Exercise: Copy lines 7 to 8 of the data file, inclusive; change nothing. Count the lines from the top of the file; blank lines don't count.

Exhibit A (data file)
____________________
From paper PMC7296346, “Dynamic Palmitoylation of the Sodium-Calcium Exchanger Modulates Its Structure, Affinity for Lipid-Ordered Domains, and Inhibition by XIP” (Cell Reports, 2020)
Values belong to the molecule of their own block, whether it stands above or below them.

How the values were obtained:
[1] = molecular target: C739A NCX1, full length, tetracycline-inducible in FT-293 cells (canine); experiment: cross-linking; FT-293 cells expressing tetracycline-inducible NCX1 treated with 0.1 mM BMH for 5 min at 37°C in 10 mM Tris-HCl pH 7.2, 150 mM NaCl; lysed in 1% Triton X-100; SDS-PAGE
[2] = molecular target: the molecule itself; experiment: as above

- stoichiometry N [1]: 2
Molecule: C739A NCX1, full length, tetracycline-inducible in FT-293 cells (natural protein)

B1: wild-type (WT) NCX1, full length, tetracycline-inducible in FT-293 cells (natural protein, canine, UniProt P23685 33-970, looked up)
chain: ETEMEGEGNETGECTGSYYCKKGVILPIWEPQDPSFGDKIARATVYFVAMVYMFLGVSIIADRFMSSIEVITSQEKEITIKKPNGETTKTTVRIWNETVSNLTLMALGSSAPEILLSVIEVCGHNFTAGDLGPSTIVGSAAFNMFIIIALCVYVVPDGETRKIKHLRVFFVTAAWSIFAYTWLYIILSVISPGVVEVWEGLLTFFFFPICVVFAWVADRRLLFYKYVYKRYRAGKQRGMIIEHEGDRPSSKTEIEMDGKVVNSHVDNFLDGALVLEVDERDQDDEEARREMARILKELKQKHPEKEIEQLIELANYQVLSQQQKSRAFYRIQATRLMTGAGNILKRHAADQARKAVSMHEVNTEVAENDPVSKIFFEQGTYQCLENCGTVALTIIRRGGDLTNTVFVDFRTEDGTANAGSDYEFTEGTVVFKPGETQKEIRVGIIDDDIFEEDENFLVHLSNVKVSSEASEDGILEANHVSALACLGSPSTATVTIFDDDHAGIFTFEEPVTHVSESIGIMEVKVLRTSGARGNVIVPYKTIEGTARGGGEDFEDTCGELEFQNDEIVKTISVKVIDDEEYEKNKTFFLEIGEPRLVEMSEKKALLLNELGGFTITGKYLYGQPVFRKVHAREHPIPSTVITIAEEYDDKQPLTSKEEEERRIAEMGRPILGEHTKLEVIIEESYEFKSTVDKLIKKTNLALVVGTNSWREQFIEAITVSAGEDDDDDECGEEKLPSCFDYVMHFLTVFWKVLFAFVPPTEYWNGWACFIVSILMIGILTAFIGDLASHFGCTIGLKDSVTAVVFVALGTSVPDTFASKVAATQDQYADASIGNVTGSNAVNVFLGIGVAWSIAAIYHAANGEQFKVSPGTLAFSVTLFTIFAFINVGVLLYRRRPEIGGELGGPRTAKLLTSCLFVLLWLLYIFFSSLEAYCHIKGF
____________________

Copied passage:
Molecule: C739A NCX1, full length, tetracycline-inducible in FT-293 cells (natural protein)

B1: wild-type (WT) NCX1, full length, tetracycline-inducible in FT-293 cells (natural protein, canine, UniProt P23685 33-970, looked up)